HARLEM — The state Health Department published the wrong list of sites where New Yorkers can get help signing up for Obamacare — leaving businesses confused about why people keep asking them about health insurance, a spokesman admitted to DNAinfo New York.
Under federal law, the state was supposed to work with agencies to provide a host of healthcare exchange navigators to "provide in-person enrollment assistance to individuals, families, small businesses and their employees who apply for health insurance through the Exchange" starting on Oct. 1, when the program went live.
But in September, when the state published its 228-page list of locations where navigators could be found, along with the days and times they were supposed to be available to the public, they published the wrong one, according to a DOH spokesman.
“That is not the correct list,” said Jeffrey Hammond, a spokesman for the New York State Department of Health, when DNAinfo New York asked him about the list last week. “That’s something we’re looking into. We can't tell you anything more about this.”
The list — which includes everything from senior centers to bakeries, taxi companies and cupcake shops — was still on the DOH's website Tuesday.
It's the latest in a long line of technical and organizational snafus for the controversial exchange, which has been hit with criticism over its rollout of its signup website.
Dozens of New York City businesses listed on the site were completely in the dark about the program when called or visited by a DNAinfo reporter.
"I'm sorry, honey, you have the wrong number. This is a car service. We don't do health here," said a dispatcher at APEX Car & Limo, Inc, at 579 Smith St., which is listed as a navigator site through the nonprofit group Brooklyn Perinatal.
Patrick Wu, the manager of Bowery Pharmacy at 95 Bowery, which was supposed to be a navigator site through the nonprofit group APICHA, said he had no idea about the navigator program.
“So many people have called. It’s disturbing," Wu said. "I don't know how you got this number."
Dr. Lisa Kaplan, the director of communications at African Services, a Harlem-based non-profit that was among the locations listed under Harlem United/APICHA, said she also had no idea about the navigator program when asked about it earlier this month.
In addition, she said, her organization deals with clients who wouldn't even be eligible for the healthcare exchange because they're not citizens.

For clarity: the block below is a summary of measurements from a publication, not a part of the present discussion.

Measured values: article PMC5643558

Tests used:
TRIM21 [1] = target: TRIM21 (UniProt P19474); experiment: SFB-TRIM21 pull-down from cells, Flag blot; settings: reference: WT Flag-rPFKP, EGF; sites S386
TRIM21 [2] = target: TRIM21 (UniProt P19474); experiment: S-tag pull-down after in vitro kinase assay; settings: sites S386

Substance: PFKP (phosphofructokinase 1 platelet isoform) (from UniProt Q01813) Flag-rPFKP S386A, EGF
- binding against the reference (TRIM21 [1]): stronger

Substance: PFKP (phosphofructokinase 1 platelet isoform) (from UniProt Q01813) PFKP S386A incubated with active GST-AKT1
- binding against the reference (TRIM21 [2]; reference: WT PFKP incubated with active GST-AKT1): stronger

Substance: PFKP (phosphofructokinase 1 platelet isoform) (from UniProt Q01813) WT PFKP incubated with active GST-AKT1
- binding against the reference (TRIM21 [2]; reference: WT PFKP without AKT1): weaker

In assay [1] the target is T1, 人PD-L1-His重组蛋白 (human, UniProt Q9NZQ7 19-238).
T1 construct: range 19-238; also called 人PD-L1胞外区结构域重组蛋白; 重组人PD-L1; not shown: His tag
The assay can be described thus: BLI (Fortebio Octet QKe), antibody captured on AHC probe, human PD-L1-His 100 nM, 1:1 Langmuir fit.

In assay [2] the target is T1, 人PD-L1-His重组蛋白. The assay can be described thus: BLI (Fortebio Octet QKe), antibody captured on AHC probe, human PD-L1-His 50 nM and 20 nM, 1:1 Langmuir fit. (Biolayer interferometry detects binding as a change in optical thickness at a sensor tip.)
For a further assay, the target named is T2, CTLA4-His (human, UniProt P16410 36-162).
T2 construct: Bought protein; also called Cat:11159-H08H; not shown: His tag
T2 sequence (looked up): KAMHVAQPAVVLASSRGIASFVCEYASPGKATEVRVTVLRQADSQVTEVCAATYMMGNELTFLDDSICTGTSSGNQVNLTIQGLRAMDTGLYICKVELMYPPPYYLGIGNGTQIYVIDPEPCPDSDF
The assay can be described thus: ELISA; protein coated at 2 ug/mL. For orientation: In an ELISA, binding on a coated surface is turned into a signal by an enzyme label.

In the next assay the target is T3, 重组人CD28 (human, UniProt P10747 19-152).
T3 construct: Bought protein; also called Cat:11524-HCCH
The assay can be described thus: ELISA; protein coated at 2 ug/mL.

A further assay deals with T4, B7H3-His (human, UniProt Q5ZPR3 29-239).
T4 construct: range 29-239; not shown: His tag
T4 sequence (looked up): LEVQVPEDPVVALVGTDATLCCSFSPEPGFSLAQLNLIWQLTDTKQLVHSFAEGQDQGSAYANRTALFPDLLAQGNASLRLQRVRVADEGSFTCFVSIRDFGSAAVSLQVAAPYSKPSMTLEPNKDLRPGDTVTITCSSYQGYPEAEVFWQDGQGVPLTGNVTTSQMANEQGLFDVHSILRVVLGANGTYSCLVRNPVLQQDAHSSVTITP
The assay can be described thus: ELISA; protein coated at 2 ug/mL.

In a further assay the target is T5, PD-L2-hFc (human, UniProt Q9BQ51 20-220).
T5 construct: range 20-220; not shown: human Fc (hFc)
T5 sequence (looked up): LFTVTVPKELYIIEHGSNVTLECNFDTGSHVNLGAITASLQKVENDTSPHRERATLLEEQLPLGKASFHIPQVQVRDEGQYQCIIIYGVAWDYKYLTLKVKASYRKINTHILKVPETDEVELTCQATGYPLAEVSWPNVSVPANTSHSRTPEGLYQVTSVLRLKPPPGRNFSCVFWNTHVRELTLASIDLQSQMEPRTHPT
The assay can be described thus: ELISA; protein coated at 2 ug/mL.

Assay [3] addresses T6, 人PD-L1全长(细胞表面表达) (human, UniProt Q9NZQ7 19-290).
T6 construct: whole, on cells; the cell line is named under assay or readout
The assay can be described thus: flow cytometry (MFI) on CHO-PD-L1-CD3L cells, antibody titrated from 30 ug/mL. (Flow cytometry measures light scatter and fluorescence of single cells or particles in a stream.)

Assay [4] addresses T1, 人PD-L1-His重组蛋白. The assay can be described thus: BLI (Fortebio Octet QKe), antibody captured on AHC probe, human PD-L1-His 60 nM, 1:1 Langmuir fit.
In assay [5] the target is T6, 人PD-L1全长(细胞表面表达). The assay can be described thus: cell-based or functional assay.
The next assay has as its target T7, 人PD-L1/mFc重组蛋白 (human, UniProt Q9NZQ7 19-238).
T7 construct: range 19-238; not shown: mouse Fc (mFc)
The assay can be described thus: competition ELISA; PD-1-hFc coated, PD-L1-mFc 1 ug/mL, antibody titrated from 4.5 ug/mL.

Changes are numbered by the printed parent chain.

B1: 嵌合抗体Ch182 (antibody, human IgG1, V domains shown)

"A lot of our clients are African immigrants who wouldn’t be eligible for those services,” Kaplan said.
At Brooklyn Cupcake, Inc., located at 335 Union Ave., a woman named Amy who answered the phone said, "I'm not even sure I know what that is," before hanging up.
The business is listed as a navigator site under the Brooklyn Hispanic Chamber of Commerce, a subcontractor of Brooklyn Perinatal.
One of the agencies responsible for providing the data on the site offered a possible explanation for the mixup.
Melanie Dulfo, the community health program manager for APICHA, one of the agencies that got a contract to provide navigator services, said her employer offered a very early list of proposed outreach sites to the state DOH as part of a grant proposal — but never actually reached out to those sites to see if they'd be on board.
“I didn’t think this list was going to be public,” said Dulfo, who compiled the list based on sites they had worked with in the past.
APICHA, in conjuction with subcontractor agency Harlem United, was supposed to be putting navigators at 53 sites since Oct. 1. However, Dulfo said APICHA is still in the process of completing its final list of sites, and won't have it done until next month. There will be less than 10 sites on its new list, she said.
She added that the agency has trained approximately seven navigators so far, and has been signing up people for the health exchange at their headquarters. She did not say how many people have been signed up.
According to Sara Rothstein, the director of policy and planning at the New York State Department of Health, the program is designed to reach the most diverse corners of New York City’s population, including those that may not be aware of the state’s newly launched exchange website or who aren't comfortable using its phone service.
SEE WHICH OTHER BUSINESSES WERE ON THE LIST: